Reading’s Boys: Introduction

It was in my junior year of high school, as I worked my way back through the side of the family that gave me my biological father, and saw that one of my first cousins had a rather odd set of numbers on his headstone, a set of numbers that implied a life cut short, a life barely lived, still new at its end, that I became fascinated by military history. My first cousin had died of the Spanish Flu shortly after returning to his ship in Brest, France from Washington, DC where he was commissioned as an officer. He died on October 11, 1918. One month before the First World War would have ended. He died on the same day that the letter his wife had sent him with news of the birth of their daughter reached his ship. It was marked as undeliverable and returned to its sender.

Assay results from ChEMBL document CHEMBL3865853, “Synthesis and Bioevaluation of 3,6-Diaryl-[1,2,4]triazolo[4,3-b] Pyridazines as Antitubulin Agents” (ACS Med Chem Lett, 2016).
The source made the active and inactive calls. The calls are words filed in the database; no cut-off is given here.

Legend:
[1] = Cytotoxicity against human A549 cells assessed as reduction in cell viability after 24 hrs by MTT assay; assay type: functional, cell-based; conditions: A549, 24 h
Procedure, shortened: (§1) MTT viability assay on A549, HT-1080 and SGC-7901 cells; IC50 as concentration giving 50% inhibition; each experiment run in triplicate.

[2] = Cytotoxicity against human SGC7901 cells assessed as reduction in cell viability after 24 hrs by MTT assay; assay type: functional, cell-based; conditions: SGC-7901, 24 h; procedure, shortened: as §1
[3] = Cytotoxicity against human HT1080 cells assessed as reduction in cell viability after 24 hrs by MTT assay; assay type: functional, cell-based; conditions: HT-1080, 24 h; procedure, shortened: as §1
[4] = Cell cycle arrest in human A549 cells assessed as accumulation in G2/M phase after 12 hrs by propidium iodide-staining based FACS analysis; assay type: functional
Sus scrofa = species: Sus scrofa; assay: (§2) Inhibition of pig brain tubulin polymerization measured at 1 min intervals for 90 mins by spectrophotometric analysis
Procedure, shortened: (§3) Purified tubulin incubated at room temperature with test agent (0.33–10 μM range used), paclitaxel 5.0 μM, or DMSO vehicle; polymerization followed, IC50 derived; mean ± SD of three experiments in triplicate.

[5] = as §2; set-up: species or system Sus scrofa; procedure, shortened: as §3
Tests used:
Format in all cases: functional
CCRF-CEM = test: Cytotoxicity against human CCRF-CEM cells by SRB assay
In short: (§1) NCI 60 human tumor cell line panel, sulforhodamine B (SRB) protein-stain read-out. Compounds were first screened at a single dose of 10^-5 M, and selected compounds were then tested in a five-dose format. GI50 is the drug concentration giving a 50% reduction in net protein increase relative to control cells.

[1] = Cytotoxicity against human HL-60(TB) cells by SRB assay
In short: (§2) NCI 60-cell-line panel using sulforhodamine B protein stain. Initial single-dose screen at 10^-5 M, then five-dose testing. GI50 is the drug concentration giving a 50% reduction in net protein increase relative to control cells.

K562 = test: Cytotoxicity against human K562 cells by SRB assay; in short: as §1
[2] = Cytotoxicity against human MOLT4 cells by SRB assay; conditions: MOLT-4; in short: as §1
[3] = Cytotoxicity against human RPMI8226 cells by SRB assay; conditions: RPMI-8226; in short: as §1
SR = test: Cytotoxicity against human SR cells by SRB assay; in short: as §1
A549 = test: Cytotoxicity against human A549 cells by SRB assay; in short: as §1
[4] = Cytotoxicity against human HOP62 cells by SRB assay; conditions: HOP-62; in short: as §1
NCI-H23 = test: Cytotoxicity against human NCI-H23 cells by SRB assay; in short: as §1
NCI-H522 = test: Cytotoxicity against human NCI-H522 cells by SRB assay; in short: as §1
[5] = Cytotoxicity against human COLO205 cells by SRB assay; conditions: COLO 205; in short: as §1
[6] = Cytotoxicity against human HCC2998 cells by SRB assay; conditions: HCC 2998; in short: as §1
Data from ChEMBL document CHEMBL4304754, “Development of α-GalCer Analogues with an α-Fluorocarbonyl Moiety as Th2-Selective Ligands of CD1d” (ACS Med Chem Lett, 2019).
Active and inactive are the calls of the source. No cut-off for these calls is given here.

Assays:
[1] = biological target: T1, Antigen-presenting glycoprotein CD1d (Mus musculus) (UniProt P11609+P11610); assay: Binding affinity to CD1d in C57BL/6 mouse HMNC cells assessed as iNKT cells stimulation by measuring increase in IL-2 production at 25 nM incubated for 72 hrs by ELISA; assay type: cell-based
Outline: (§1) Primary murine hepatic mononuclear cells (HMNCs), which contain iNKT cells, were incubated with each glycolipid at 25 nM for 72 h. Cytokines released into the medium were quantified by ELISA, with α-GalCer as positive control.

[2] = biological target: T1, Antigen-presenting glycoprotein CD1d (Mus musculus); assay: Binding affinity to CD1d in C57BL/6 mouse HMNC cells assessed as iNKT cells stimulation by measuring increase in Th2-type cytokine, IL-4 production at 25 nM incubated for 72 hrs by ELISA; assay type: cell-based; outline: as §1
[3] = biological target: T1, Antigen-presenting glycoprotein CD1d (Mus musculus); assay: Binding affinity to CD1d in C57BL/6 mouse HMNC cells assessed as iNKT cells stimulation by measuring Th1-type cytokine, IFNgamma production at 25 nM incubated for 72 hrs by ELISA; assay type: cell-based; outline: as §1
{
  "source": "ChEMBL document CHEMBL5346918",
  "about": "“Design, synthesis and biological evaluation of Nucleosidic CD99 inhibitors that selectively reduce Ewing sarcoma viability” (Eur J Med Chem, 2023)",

This summer is a very empty summer for many people, with everything that is now going on in the world. So I decided that perhaps, I could help the Town of Reading fill it by sending us on a journey: a journey through time. I wanted to give us all an opportunity to step into the shoes and skin of the young men of Reading who fought in the Second World War, who may have lived on your street (and probably did), who walked the hallways of your schools, who worked and raised their families in your town.

It is my intention to cover as much of our town’s sons (and perhaps daughters too, should I find out about any young nurses or the like from Reading) as I can while also doing other writing for The Reading Post as well. If there is a story of a young person from Reading, Massachusetts who served during World War II that you would like to ensure gets told in some capacity, please contact me at

I look forward to beginning this project, and I hope you are all as excited about it as I am. Expect the first “issue” to be released sometime in early or mid-July.

Print Friendly, PDF & Email
, ,